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We have a back patio with colored concrete that was poured last year. When the concrete was poured, it looked like the color was only picked up by the first half of the pour. The contractor poured the concrete mid-day when it was at least 110 and ended up not doing a proper finish because it was too hot for them to keep working. The result was the concrete ended up with slurry and trowel marks everywhere.

The contractor attempted to fix the concrete by putting some type of sealer over the top which ended up looking even worse.

What can we do (besides pulling everything up and re-pouring the concrete) to seal the concrete properly and get rid of the blemishes (see photos)?

From the photos, you can see the sealer splashes, improper broom marks, chipping everywhere, etc...

Click an image to see it full-sized.

Patio slabs, view 1 Patio slabs, view 2 Patio slabs, view 3 Patio slabs, view 4 Patio slabs, view 5 Patio slabs, view 6 Patio slabs, view 7

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2 Answers 2

I'm not a concrete expert, but if you don't mind a little extra height (which is often good for aesthetic and drainage reasons,anyway) you might try:

  1. Sandblast the crud off of the top layer of the slab. You want to leave the surface roughened too, and sandblasting accomplishes both.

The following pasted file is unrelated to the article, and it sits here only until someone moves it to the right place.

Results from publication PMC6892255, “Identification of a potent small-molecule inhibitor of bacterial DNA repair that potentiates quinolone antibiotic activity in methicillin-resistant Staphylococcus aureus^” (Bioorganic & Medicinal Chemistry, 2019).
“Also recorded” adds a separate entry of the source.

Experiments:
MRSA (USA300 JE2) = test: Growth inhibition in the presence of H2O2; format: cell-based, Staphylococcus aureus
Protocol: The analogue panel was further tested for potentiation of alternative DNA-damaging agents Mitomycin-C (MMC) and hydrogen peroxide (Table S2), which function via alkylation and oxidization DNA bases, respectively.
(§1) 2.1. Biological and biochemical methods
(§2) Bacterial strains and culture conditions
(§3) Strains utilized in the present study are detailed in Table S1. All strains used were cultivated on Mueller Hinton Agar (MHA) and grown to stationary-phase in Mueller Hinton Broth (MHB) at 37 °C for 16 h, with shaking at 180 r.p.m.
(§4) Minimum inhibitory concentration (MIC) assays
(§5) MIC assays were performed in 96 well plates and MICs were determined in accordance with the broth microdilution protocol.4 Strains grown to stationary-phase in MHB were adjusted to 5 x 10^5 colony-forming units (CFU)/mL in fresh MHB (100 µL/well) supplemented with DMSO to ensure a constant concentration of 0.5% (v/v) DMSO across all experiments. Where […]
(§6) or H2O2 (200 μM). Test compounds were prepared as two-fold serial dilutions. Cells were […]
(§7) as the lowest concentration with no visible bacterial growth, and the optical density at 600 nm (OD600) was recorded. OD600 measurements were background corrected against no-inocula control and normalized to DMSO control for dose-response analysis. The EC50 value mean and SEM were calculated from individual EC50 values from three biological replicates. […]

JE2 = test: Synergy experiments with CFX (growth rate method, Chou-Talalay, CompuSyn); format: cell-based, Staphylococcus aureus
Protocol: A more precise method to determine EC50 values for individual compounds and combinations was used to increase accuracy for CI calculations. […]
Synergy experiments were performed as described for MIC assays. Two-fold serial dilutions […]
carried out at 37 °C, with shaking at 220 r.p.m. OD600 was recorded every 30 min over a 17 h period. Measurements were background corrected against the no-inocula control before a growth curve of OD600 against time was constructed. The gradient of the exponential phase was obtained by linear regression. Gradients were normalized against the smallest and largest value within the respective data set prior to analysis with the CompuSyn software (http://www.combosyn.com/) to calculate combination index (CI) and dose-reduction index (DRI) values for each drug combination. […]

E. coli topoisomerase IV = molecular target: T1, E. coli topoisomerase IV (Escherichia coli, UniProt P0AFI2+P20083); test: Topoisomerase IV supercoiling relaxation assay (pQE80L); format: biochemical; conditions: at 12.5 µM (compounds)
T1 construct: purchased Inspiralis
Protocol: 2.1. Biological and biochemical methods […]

2. Was the old slab reinforced with mesh or rebar? If not, then maybe lay some reinforcing mesh down now. If it was me, I'd use concrete screws to fasten it, every couple of feet.

  3. Saturate the old concrete with water, so it doesn't "rob" the new concrete while it's curing.

  4. Pour at least an inch of "topping" or small-aggregate concrete.

  5. Finish to taste.

It's probably best to test everything on one slab first, to see how it goes. See this article for another take on it.


If you do mind the extra height, sandblast and wet, but just use a thin layer of proper topping or finishing cement. Don't be surprised if it doesn't hold-up as well, though.


Just about any hardware store carries "Topping" cement. A very common product is QUIKRETE® Topping Mix. Note that it requires an additional "Acrylic Fortifier" if you use it only in a thin layer.

For an even thinner overlay, there are "skim coat" products like "SonoSkim Concrete Surface Finishing". I've never seen one of these hold up in high traffic areas, but you can reapply it as needed.

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We'd prefer to avoid additional height. Given that, would you (or others) know of what type of topping we could use? (fwiw: The slab was reinforced; forget if it was mesh or rebar, though) –  Metro Smurf Apr 23 '12 at 14:06
    
See the updated answer. Almost any hardware store will have at least one topping/finishing product. Preparation is the key; Sandblasting works well. –  Brock Adams Apr 23 '12 at 22:14
    
Thanks for the follow up. It'll be a couple of weeks before I can attempt to re-finish. I'll post a follow up when I do. –  Metro Smurf Apr 23 '12 at 23:23
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I'd consider getting someone out with a grinder to see if the sealer can be ground off. If it can, then consider some sort of mottled concrete stain to even it all out.

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